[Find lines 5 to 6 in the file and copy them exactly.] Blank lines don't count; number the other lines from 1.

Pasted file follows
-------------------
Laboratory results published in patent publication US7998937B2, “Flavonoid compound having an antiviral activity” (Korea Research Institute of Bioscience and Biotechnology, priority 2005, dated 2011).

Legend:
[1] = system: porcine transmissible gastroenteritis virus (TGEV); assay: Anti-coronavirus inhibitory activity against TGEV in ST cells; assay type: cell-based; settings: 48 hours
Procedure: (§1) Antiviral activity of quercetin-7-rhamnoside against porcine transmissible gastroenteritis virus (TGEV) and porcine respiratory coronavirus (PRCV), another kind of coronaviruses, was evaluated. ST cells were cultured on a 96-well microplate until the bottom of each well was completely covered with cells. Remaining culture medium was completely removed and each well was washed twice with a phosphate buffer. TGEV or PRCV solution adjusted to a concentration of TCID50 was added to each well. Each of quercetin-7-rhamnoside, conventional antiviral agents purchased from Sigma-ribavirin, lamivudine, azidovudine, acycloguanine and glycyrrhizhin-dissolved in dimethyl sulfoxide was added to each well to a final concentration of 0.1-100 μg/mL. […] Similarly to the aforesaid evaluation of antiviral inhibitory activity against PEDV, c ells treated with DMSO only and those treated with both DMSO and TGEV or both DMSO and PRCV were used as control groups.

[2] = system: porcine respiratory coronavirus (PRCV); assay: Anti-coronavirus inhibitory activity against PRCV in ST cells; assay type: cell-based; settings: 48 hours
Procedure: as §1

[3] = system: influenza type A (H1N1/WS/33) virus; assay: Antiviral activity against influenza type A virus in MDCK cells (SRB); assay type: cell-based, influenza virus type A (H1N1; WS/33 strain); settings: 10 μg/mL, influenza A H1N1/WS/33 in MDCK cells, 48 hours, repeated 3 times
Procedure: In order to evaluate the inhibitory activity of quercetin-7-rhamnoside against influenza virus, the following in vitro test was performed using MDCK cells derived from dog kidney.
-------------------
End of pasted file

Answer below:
[2] = system: porcine respiratory coronavirus (PRCV); assay: Anti-coronavirus inhibitory activity against PRCV in ST cells; assay type: cell-based; settings: 48 hours
Procedure: as §1